Dog Days: those days of July and August when the temperature rises high and the sun beats down and the days seem to drag in slow motion. Dog Days: when heat simmers and tempers fray and the lakes invite with cool water and shade trees are like treasure. Dog Days: ready or not, they’re here.
And there’s not much you can do about it.
You can hunker down inside and let the Air Conditioner roar and deliver it’s chill. You can find shade in the yard and sip cool drinks in glasses beaded with condensation. You can find beaches and cool water, while baking in the sun dive deep into the cool layer of water.
You can bicycle or kayak or fish or water ski or use a stand up paddleboard. And most of all you can simply deal with the reality of summertime heat.
If it gives you comfort, six months ago it was 10-below zero. Six months from now it may be the same. So, be careful what you wish for if you are edgy about the 90 degrees this week. A swing of 100 degrees is pretty extreme but we’ll see worse-it is Wisconsin after all.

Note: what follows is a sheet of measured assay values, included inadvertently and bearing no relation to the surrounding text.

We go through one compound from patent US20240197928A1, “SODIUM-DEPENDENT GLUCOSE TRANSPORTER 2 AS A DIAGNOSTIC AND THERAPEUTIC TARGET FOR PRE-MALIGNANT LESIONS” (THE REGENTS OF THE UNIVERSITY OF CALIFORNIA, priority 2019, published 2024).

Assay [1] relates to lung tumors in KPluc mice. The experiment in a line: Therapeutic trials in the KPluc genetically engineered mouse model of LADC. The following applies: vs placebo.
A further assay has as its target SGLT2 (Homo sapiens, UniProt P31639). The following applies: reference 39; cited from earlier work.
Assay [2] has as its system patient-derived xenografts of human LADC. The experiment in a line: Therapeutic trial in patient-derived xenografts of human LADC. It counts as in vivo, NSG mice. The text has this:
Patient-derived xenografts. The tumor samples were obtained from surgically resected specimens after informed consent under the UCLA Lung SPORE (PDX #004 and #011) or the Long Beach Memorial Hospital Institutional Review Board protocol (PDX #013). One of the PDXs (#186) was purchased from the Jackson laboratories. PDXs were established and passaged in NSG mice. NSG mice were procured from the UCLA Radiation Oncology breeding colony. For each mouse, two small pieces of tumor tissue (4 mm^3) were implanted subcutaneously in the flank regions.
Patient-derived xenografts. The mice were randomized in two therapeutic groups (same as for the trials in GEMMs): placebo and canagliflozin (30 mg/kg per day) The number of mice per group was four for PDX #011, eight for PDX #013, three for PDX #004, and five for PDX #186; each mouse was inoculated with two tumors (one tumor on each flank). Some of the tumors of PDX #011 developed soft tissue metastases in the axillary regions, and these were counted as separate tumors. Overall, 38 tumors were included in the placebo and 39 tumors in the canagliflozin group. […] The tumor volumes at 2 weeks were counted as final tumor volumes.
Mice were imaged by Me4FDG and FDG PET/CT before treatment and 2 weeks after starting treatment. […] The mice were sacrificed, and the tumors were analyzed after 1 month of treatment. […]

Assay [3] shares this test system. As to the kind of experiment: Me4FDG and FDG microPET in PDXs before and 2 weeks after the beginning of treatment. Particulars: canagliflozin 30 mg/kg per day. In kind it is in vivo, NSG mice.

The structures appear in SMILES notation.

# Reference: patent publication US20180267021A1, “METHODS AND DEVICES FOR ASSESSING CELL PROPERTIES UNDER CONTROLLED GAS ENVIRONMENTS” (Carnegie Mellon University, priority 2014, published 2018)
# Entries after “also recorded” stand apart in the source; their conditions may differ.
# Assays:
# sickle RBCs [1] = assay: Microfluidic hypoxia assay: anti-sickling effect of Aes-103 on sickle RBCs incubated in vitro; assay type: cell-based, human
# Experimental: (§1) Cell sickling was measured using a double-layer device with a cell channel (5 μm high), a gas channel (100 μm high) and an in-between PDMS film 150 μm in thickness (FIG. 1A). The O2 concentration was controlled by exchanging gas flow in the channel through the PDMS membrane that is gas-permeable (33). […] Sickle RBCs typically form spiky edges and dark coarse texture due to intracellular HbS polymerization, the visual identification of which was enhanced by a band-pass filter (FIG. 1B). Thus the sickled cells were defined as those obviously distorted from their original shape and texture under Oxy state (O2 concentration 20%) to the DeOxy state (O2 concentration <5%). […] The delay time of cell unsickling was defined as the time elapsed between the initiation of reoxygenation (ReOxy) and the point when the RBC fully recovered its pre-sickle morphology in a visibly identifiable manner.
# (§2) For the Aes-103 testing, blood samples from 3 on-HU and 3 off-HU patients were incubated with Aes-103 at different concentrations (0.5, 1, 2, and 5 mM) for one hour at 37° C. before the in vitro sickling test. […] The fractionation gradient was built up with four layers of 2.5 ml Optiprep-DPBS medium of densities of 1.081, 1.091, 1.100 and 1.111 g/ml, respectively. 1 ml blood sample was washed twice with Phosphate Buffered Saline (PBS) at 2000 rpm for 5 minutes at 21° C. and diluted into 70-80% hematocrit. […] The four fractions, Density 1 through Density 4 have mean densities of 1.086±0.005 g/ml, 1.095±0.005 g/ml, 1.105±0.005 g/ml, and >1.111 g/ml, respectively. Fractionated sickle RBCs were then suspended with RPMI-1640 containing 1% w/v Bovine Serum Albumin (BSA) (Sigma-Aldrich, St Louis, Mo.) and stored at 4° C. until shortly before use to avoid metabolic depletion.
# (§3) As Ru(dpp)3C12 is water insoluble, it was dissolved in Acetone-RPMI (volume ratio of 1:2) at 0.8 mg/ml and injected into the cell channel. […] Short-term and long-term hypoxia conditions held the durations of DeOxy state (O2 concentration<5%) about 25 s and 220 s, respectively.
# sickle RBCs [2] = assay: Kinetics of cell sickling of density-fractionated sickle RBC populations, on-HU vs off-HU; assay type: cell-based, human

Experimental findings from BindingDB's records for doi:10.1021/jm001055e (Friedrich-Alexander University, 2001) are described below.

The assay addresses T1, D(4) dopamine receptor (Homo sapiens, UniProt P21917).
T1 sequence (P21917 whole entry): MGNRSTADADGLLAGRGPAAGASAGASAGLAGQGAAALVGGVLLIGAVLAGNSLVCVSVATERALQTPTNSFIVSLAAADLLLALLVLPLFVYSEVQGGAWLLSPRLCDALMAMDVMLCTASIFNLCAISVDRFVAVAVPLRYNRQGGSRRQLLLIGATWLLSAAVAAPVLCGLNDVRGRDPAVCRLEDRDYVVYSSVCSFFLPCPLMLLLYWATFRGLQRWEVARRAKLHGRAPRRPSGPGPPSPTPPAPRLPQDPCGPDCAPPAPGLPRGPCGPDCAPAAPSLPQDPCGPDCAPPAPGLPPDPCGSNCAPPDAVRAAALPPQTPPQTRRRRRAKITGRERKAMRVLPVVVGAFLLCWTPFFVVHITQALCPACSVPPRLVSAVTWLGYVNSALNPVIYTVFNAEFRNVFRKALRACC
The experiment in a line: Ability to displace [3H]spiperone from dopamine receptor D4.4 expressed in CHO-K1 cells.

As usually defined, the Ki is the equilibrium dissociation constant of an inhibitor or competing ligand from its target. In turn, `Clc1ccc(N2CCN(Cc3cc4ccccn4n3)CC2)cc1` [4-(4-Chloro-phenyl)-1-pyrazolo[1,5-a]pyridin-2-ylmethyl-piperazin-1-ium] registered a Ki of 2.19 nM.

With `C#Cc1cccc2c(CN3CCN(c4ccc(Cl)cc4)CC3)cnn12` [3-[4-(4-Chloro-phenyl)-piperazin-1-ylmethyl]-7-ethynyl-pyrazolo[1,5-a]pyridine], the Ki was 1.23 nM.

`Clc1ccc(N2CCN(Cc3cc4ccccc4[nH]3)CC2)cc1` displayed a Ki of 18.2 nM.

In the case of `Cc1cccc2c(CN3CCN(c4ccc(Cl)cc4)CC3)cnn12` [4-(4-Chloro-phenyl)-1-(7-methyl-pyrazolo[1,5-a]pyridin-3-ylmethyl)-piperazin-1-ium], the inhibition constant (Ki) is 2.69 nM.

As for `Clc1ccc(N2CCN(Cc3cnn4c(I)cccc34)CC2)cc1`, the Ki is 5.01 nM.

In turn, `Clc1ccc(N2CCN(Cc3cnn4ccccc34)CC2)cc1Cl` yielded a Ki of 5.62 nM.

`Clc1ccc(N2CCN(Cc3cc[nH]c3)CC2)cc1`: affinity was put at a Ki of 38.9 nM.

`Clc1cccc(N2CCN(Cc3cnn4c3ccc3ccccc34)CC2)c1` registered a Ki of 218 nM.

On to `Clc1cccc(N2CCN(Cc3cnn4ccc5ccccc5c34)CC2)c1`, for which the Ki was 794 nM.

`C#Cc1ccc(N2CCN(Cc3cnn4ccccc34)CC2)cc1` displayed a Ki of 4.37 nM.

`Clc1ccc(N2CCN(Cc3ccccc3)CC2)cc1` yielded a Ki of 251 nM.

In weather such as this one must plan carefully one’s days off. There is an argument to be made that early morning is the best time to ride then or paddle or go fishing. Mid day can bring sweltering heat. Plan for time at the lake if you can. Late afternoon can wear one down. Too much heat can do that and time inside might be an option.
Evening? Sundown brings lower temperatures and is a great time to head out fishing.
High heat puts most fish deep. Location is what it’s all about. Walleyes and smallmouth bass and muskies usually go deep now. Find where they are and you have a chance to do well; miss them and you’ll go home empty handed. Look for deep rock bars or sandy areas next to weeds; fish walleyes and smallies there. Muskies can move some but like the cooler areas near weeds where they can find shelter and feed both.
There is no easy answer to finding fish in summer. Good lake maps and fish locators help a lot but it takes time and patience.
The one exception may well be largemouth bass. They like to prowl shallower waters along lily pads and weeds. Nightfall is a great time to find them there and they often respond to top-water lures that are noisy and splashy. For us largemouth are our favorite summertime fish given that they are active and easier to locate.
The Outdoor Report is provided by the staff of Mel’s Trading Post in downtown Rhinelander.